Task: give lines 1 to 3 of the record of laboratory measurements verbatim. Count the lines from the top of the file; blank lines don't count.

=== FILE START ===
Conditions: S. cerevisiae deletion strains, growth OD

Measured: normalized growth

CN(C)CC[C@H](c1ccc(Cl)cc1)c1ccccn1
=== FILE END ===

Conditions: S. cerevisiae deletion strains, growth OD

Measured: normalized growth

CN(C)CC[C@H](c1ccc(Cl)cc1)c1ccccn1